Cauchon sat on the English Royal Council and received a salary for doing so ((VSW 241)), and showed more interest in politics and in the conduct of the war than in religious and spiritual affairs. But his motivation in supporting the English-Burgundian side could have been a sincere belief in the righteousness of their aims rather than mere self-seeking. He was ambitious, but this in itself is not a moral fault.

The importance of Joan's impact on the war, due to her success in raising the confidence of the French troops and undermining that of their opponents, was widely recognised. At the time of her capture Cauchon, in common with the universal view of his side, held that Joan was either a fake, a self-deluded girl being manipulated by politicians, or an agent of the Devil. When Cauchon undertook Joan's trial he was confident of being able to expose her sacrilegious claims.

Frustrated by the lack of evidence against Joan, he would not find it difficult to convince himself that this was due to a clever hiding of data. On this premise he might justify, in his own mind, subverting Church laws in order to 'expose' her.

As the trial proceeded he was drawn into greater and greater acts of illegality and would have found it very difficult to face facts and extricate himself from his situation. To have acknowledged Joan's innocence would have dealt a massive blow to his public Image, and imply that he and his colleagues were helping the wrong side in the war.

The English commanders would have judged him a most dangerous man and ensured that he had an ‘accidental’ death very quickly. Cauchon did not possess the virtues of humility and courage, but this does not mean that he was devoid of all decent feelings.

There is no evidence that Cauchon held any personal animosity towards Joan, or wanted to inflict cruelty for cruelty's sake. He may have come to see a repudiation by Joan of her 'voices' as not only being necessary for the English-Burgundian cause, and a means of saving his own reputation and neck, but also as a way of saving Joan's life. He would not have expected Joan to be so tenacious.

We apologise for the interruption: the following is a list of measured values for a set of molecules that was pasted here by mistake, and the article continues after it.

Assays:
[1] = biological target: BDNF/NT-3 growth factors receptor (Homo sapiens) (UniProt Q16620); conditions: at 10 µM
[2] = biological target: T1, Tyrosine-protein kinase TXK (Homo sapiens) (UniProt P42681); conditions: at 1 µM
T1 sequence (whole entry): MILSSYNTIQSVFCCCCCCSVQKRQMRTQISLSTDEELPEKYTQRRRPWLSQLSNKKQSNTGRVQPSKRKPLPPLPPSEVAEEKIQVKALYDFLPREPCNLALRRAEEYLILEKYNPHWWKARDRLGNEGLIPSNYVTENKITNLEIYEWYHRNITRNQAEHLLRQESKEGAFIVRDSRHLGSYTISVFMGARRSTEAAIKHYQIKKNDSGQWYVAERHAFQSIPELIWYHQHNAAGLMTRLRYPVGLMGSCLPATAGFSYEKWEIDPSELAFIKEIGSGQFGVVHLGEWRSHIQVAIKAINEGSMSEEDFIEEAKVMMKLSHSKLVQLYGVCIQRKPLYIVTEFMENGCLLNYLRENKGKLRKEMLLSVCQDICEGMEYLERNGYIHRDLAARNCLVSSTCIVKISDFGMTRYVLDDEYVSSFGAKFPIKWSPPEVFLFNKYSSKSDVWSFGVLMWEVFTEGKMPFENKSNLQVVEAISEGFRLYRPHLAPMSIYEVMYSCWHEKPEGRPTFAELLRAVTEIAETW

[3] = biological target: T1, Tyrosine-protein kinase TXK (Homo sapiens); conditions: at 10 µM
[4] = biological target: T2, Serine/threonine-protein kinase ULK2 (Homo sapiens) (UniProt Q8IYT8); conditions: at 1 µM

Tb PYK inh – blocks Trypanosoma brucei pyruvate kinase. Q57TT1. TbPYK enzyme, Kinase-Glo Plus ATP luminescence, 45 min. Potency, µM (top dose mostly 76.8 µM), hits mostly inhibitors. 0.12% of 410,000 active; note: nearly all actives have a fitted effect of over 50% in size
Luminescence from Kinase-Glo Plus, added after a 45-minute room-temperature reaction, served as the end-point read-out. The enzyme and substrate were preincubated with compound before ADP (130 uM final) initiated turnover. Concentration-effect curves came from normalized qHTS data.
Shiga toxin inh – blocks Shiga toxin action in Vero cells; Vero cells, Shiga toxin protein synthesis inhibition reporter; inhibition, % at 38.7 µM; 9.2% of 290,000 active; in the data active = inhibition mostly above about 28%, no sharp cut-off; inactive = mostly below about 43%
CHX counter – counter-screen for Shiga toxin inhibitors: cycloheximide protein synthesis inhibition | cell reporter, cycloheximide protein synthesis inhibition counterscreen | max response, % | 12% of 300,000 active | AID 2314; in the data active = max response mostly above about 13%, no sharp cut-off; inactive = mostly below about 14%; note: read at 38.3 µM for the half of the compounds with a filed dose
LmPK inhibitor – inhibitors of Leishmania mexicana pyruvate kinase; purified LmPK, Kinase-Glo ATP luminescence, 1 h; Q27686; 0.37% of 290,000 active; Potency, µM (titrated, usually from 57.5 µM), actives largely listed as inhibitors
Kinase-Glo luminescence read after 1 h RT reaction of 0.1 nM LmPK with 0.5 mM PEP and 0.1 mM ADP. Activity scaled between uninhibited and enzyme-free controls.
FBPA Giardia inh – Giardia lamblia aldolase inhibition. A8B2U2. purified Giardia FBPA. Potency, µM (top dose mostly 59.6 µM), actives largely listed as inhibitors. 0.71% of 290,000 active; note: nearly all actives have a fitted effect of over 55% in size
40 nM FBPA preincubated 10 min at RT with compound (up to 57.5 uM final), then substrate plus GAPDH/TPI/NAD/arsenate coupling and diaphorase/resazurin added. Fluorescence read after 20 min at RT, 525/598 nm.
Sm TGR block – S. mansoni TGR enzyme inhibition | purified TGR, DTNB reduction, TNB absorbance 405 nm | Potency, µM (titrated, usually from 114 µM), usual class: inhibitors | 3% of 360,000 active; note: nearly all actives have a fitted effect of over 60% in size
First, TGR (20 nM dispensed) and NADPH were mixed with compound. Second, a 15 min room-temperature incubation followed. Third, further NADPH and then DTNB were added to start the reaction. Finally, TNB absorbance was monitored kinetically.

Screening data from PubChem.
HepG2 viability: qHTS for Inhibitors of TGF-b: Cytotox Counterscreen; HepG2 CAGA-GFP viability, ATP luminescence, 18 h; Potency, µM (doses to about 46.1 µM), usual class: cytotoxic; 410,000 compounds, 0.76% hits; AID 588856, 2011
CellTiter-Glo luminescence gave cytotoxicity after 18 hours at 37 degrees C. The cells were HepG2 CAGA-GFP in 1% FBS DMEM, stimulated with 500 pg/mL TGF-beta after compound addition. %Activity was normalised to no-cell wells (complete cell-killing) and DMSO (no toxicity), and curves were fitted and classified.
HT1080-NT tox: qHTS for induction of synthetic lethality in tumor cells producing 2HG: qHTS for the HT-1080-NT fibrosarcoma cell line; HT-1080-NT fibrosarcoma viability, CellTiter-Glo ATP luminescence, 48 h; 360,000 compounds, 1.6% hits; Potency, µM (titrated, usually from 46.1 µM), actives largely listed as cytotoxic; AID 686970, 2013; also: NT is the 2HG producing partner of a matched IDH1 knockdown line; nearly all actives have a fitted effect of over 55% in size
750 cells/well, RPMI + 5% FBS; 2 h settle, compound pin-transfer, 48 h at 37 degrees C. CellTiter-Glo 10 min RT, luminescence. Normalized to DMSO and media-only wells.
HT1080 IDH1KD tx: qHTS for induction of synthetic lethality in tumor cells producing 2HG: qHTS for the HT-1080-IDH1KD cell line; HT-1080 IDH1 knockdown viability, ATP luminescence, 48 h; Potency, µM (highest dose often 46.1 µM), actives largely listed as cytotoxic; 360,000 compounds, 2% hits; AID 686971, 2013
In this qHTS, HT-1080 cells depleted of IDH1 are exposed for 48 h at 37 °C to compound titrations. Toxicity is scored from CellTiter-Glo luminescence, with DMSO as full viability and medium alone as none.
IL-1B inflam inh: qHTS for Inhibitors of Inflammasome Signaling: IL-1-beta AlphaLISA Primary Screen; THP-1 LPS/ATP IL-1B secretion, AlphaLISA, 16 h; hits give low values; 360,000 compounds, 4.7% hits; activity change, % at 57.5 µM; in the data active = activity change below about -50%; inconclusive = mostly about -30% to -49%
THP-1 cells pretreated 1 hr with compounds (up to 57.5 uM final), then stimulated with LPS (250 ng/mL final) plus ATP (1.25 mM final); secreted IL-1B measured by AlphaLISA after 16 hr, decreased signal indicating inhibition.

When Joan recanted due to fear and was returned to prison, the generally held opinion of the English was that Cauchon was pleased. But the English soldiers were enraged, and pursued and threatened the judges. Warwick was furious and openly blamed Cauchon for permitting Joan to escape with her life.

It is possible to accept this view of Cauchon. He may have considered that the effect of Joan admitting that she was a liar, and had been involved in the occult, would have been sufficient to turn the tide of public opinion and the fortunes of war. He could then have imprisoned her for a time and avoid being responsible for her judicial murder. On the other hand it is possible to believe that Cauchon always intended Joan to die, but her public recantation left him with no alternative but to return her to prison, and await an opportunity to procure her: 'relapse into heresy'. Whichever view is correct as regards Cauchon's motives and objectives, he was certainly guilty of using his position in the Church for a purpose unconnected with the aims of the Church.

Cauchon was later appointed bishop of Lisieux in 1432 ((MGAV 65)), but was then accused of stealing funds destined for Rome. The Pope excommunicated him, but he defiantly continued to offer Mass. Only when the Pope threatened to make his excommunication public and depose him, did he agree to pay back the money  ((SS 197)). He died in 1442.


Cauchon placed great emphasis during the trial on the 'scandal' of Joan dressing as a man. Modern readers may see this as a sign of Church narrow-mindedness at that time. But it is dangerous to jump to this conclusion. The manner in which a person dresses frequently indicates a life-style and a philosophy of living. In modern life a lawyer will often advise a client to avoid unconventional hair- styles and clothing when appearing before a jury.

In Joan's day, girls who dressed as men were often giving a sign that they were loose living or opposed to the normally accepted standards of public behaviour. So Cauchon knew that if she appeared in Court dressed as a man, some of the Assessors would become biased against her. As Cauchon was without any real evidence against Joan, he found it important to stimulate hostile emotions.

When the English army handed Joan over to Cauchon for a 'Church' trial, he kept her In a castle cell guarded by men, which was against the law of the Church. Joan should have been placed in a church prison, where she would have been guarded by female warders and been able to dress as a woman without fear. She could have washed and groomed herself so as to present a decorous appearance before the Court.